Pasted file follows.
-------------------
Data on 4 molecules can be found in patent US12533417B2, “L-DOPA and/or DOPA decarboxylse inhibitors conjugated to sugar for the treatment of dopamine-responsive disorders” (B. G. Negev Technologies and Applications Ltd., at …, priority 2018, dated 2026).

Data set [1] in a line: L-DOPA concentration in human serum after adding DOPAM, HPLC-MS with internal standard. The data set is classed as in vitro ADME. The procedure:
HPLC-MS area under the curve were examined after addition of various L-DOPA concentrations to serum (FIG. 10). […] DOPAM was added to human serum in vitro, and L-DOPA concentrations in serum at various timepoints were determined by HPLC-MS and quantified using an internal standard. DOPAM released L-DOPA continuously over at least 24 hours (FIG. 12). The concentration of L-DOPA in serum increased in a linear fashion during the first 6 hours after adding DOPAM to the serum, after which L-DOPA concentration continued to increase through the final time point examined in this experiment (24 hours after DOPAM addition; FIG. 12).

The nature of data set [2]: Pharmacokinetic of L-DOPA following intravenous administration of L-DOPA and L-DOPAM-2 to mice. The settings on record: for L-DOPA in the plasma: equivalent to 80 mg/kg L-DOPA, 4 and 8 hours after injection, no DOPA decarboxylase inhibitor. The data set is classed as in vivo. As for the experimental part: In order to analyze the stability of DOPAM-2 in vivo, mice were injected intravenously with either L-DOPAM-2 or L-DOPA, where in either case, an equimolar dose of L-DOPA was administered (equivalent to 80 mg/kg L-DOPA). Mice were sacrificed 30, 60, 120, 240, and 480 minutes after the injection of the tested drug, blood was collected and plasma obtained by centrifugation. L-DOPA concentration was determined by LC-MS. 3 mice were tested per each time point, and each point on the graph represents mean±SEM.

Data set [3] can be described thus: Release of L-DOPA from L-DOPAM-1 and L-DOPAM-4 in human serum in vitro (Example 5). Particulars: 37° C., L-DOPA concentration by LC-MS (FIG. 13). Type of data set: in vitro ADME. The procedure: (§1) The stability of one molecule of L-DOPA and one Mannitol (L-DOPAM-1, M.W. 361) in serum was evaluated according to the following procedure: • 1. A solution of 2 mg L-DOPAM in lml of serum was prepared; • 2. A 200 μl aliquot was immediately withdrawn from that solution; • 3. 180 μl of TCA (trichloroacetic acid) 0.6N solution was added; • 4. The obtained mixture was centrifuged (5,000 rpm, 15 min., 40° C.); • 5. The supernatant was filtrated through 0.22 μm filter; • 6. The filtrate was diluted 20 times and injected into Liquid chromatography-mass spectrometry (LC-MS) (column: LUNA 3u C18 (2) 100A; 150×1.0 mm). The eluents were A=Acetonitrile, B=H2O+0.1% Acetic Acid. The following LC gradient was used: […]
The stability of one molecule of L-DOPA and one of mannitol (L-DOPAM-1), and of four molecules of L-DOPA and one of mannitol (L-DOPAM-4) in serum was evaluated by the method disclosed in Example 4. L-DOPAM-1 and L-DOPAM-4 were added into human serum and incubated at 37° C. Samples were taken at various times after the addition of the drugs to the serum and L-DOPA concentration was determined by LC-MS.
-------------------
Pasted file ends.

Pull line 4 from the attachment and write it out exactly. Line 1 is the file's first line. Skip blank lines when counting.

The nature of data set [2]: Pharmacokinetic of L-DOPA following intravenous administration of L-DOPA and L-DOPAM-2 to mice. The settings on record: for L-DOPA in the plasma: equivalent to 80 mg/kg L-DOPA, 4 and 8 hours after injection, no DOPA decarboxylase inhibitor. The data set is classed as in vivo. As for the experimental part: In order to analyze the stability of DOPAM-2 in vivo, mice were injected intravenously with either L-DOPAM-2 or L-DOPA, where in either case, an equimolar dose of L-DOPA was administered (equivalent to 80 mg/kg L-DOPA). Mice were sacrificed 30, 60, 120, 240, and 480 minutes after the injection of the tested drug, blood was collected and plasma obtained by centrifugation. L-DOPA concentration was determined by LC-MS. 3 mice were tested per each time point, and each point on the graph represents mean±SEM.